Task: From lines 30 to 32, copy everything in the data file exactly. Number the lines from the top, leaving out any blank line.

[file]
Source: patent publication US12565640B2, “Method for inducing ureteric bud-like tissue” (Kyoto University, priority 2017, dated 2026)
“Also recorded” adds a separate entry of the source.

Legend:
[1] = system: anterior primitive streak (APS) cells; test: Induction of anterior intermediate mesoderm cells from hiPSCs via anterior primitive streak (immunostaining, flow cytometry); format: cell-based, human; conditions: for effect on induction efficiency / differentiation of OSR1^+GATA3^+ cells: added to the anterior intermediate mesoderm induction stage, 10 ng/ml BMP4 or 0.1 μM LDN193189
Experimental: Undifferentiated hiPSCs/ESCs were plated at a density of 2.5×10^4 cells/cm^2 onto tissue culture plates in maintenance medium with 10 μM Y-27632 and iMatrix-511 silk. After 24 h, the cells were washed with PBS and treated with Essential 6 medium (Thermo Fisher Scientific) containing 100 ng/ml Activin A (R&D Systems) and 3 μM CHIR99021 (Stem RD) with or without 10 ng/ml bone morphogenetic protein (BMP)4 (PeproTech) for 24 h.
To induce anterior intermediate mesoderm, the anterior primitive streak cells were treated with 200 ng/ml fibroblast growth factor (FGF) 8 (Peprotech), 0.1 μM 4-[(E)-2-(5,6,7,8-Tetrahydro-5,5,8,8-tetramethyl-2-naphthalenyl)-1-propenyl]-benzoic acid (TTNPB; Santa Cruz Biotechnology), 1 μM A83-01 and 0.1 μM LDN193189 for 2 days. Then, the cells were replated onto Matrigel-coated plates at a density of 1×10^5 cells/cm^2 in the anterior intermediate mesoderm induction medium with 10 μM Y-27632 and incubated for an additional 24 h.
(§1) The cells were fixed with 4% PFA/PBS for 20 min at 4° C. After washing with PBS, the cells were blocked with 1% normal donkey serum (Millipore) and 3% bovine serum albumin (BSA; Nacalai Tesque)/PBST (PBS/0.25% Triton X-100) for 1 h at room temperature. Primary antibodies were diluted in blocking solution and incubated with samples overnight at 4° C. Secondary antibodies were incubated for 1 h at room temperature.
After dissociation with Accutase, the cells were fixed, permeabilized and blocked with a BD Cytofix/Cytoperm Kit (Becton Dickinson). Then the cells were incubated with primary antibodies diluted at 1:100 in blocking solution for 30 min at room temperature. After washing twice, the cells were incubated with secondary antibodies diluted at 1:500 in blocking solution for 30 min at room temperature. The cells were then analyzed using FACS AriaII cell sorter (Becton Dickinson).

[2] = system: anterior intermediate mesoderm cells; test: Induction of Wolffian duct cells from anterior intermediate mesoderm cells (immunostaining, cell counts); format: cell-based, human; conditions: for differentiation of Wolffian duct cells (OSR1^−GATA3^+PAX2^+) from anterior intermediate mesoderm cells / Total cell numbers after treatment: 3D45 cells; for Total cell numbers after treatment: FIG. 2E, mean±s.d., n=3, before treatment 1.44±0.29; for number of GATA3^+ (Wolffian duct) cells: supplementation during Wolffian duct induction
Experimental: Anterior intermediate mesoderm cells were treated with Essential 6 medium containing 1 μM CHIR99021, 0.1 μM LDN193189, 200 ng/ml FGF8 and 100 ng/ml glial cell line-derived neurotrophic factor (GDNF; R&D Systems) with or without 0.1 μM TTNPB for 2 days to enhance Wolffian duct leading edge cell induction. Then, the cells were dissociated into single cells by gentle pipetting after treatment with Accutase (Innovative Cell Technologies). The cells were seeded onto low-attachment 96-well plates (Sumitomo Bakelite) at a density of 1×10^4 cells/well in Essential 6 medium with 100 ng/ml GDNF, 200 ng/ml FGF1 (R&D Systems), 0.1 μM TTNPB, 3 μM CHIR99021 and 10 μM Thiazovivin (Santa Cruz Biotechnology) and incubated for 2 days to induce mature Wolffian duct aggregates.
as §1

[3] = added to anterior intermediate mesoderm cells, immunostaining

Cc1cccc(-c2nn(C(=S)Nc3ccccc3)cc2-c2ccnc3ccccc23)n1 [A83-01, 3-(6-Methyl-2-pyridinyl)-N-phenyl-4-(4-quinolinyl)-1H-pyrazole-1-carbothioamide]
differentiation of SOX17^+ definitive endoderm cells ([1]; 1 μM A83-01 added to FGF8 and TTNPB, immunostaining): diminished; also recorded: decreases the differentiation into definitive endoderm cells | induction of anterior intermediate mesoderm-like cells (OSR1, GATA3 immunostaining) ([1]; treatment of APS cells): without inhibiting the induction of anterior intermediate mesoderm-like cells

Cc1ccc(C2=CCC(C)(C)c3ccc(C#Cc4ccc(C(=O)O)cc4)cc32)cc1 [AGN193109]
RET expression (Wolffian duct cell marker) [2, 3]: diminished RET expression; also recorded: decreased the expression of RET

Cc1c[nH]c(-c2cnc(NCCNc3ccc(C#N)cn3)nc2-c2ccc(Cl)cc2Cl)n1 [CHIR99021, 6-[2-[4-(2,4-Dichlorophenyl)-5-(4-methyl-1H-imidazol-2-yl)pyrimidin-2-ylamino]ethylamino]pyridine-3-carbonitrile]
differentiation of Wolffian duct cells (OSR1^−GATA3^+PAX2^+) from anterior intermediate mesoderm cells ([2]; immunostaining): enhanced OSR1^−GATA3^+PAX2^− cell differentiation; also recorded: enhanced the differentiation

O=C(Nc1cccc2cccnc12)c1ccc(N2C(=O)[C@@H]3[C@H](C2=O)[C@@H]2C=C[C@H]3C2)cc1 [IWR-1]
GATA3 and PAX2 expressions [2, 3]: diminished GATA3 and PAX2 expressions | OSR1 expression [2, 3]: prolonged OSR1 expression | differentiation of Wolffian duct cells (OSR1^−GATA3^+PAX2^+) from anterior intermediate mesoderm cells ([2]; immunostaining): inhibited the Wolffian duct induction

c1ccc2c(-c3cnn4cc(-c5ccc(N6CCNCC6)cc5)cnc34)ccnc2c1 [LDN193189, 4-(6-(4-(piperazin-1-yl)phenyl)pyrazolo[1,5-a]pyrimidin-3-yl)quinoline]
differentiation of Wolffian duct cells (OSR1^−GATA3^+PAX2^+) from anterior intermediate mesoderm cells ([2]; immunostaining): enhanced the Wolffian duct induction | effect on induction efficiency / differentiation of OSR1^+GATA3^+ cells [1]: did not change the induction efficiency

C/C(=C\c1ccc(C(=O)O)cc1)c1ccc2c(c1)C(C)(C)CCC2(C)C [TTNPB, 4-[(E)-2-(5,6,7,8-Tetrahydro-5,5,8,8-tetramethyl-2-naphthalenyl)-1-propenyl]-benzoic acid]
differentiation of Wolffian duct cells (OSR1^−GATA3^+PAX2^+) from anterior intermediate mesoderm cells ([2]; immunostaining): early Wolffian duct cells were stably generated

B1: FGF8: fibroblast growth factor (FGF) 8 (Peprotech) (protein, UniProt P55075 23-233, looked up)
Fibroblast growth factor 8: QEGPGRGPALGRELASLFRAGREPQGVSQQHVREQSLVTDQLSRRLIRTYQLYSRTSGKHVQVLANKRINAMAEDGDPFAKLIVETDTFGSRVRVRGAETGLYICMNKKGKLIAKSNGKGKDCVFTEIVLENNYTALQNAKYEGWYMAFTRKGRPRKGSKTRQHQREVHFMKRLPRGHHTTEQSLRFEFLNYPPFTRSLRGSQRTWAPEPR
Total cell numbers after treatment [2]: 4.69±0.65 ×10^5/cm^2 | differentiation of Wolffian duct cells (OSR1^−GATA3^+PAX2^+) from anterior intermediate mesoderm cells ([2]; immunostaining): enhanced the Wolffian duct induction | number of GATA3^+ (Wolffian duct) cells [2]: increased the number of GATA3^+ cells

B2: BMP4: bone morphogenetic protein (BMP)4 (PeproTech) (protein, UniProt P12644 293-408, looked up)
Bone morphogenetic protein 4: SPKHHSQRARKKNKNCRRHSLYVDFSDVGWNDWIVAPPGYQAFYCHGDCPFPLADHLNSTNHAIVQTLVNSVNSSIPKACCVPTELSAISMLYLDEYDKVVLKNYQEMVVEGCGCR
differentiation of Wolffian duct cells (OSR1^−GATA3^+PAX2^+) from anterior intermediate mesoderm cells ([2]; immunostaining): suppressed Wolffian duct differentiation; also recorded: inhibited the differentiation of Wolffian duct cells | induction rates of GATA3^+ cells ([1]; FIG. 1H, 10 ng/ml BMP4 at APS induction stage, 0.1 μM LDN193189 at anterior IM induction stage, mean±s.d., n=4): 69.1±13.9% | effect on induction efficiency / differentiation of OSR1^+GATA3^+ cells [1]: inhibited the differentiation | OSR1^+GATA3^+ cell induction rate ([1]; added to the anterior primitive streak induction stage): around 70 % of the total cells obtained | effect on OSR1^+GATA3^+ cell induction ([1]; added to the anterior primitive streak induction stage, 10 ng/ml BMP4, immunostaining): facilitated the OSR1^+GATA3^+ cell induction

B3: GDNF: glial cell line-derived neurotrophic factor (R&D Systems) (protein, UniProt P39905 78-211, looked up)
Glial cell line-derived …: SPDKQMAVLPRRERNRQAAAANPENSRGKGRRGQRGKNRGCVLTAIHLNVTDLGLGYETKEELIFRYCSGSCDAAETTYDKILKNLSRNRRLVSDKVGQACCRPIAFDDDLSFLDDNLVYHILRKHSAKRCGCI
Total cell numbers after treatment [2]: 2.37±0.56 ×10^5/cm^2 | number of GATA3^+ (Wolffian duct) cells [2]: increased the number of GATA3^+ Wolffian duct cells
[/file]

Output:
differentiation of Wolffian duct cells (OSR1^−GATA3^+PAX2^+) from anterior intermediate mesoderm cells ([2]; immunostaining): suppressed Wolffian duct differentiation; also recorded: inhibited the differentiation of Wolffian duct cells | induction rates of GATA3^+ cells ([1]; FIG. 1H, 10 ng/ml BMP4 at APS induction stage, 0.1 μM LDN193189 at anterior IM induction stage, mean±s.d., n=4): 69.1±13.9% | effect on induction efficiency / differentiation of OSR1^+GATA3^+ cells [1]: inhibited the differentiation | OSR1^+GATA3^+ cell induction rate ([1]; added to the anterior primitive streak induction stage): around 70 % of the total cells obtained | effect on OSR1^+GATA3^+ cell induction ([1]; added to the anterior primitive streak induction stage, 10 ng/ml BMP4, immunostaining): facilitated the OSR1^+GATA3^+ cell induction

B3: GDNF: glial cell line-derived neurotrophic factor (R&D Systems) (protein, UniProt P39905 78-211, looked up)
Glial cell line-derived …: SPDKQMAVLPRRERNRQAAAANPENSRGKGRRGQRGKNRGCVLTAIHLNVTDLGLGYETKEELIFRYCSGSCDAAETTYDKILKNLSRNRRLVSDKVGQACCRPIAFDDDLSFLDDNLVYHILRKHSAKRCGCI